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Lava Tubes

Lava Tube Caves

en: lava cave; lava tube
de: Lavahöhle (e); Lavaröhre (e)
es: cueva volcánica (f); tubo (m) de lava
fr: grotte (f) de lave; tube (f) de lave
hu: lávabarlang
it: grotta (sf) lavica; tubo (sm) di lava
pt: tubo de lava
ro: pestera (f) vulcanica; tub (n) de lava

Image:  Thurston Lava Tube, Big Island, Hawaii, USA.

Lava Tube Caves or Lava Tubes are  Primary cave formed by large lava flows. Molten rock (magma) that pours or oozes onto the Earth's surface is then called lava. The viscosity of the lava depends on its silica content. Low-silica basalt lava has a low viscosity and can form fast-moving (15-50 km/h), narrow lava streams or spread out in broad sheets up to several miles wide.

During long lasting eruptions, lava flows tend to become channeled into a few main streams. Overflow of lava from these streams solidifies quickly and supports the channel walls, building natural levees or ramparts. So actually the channel is created by the flowing lava itself, a self fupporting process.

Lava streams that flow steadily in a confined channel for many hours to days may develop a solid crust or roof and thus change gradually into streams within lava tubes. Because the walls and roofs of such tubes are good thermal insulators, lava flowing through them can remain hot and flowing, much longer than surface flows. Lava can be transported for great distances from the eruption sites in the tubes.

Image:  Thurston Lava Tube, Big Island, Hawaii, USA.

Lava produces big amounts of gas and steam, and while flowing through the tube this produces a certain air pressure inside. This keeps the tube open but also may press a hole into the covering crust, which is still hot and rather soft. Those venting holes are called hornitos (Spanish for little ovens) or spatter cones. The reason is simple, the gas pressure from below throws small pieces of lava out of the venting holes, which form cones, up to 15m high, on top of the vent. The lava in those cones is formed of layer above layer of spatters.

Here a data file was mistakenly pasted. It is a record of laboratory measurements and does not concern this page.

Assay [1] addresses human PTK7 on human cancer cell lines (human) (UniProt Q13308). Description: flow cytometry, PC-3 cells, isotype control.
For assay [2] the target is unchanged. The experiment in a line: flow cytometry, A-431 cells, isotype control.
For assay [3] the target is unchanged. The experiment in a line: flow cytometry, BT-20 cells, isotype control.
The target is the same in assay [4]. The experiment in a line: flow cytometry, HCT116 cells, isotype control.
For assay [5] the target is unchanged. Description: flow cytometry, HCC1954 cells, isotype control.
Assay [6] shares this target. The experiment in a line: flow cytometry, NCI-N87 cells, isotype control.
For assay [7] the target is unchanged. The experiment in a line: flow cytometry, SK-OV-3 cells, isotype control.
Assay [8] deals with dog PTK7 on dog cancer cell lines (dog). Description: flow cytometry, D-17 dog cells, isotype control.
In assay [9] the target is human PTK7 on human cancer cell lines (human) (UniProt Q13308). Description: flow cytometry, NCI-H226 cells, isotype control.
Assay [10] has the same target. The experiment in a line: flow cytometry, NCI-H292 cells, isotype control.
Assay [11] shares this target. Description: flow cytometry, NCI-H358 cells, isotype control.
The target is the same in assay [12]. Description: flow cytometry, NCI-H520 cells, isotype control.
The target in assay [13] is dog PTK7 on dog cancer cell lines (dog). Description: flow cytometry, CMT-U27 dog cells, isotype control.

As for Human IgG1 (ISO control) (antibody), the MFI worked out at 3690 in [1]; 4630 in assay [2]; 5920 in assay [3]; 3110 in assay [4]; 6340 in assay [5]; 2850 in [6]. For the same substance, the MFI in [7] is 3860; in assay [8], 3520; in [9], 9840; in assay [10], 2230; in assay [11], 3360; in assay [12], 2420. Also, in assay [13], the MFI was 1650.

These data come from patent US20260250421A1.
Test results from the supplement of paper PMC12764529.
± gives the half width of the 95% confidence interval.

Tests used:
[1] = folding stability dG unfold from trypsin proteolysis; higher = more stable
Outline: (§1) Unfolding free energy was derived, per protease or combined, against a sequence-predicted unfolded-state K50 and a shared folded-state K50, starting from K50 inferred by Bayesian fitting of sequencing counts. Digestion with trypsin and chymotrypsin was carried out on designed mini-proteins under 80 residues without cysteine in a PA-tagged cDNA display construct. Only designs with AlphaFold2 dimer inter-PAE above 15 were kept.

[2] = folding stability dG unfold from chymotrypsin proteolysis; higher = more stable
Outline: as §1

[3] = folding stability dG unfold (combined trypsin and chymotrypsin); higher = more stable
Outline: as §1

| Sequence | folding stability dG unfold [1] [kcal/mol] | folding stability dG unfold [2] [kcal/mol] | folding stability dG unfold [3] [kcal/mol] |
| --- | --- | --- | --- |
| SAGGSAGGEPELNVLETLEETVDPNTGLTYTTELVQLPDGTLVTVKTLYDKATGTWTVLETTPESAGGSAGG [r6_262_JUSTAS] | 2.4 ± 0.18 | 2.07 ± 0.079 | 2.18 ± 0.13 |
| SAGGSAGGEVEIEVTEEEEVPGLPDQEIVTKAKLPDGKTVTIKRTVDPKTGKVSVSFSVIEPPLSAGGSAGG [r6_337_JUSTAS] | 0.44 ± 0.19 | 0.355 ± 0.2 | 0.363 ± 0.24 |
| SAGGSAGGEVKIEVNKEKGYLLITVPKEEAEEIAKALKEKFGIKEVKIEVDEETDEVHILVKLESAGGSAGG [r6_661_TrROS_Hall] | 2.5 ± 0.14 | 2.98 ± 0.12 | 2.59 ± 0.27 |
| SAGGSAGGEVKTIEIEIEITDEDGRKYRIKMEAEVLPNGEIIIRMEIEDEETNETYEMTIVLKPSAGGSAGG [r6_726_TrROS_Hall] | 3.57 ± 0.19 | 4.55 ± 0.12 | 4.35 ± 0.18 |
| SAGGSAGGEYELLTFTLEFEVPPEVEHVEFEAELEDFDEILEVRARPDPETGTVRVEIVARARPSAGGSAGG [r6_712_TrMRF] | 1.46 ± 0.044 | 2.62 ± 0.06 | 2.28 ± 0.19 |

When the lava flow from the volcano ends, the lava will continue to move and drain the tube downhill. This leaves a partially empty tube which may be called lava tube cave. Lava which is not able to flow out of the tube will remain in the form of solidified pools, flows, or even waterfalls.

Lava tubes can be entered at the beginning and at the end of the tube. Inbetween there are two kinds of openings or skylights, hornitos and roof collapses. Hornitos formed while the lava was still flowing, collapses are a result of susequent erosion. It is easy to differenciate between them, as hornitos do not have much collpsed material at the ground, it was transported away by the flowinf lava stream. Collapses are rather common, as the roof of lava tubes is rather thin, a result of the way it formed. Also the durability of this caves is rather low, they are generally gone in less than 10,000 years. Older tubes are extremely rare.

The most famous place for lava tubes on Earth is Hawai'i. Because of the geography, the lava tubes on Big Island are the biggest in the World.  Kazumura Cave is 65,500m long [2010] and has a height difference of 1,102m [2010] from end to end. With this size it is the deepest cave of the USA and the 8th longest. The second deepest cave of the USA is still a lava tube of Hawai'i, Huehue Cave and many other caves in this list too. Despite this superlatives, lava tubes are never more than a few meters below surface!


See also

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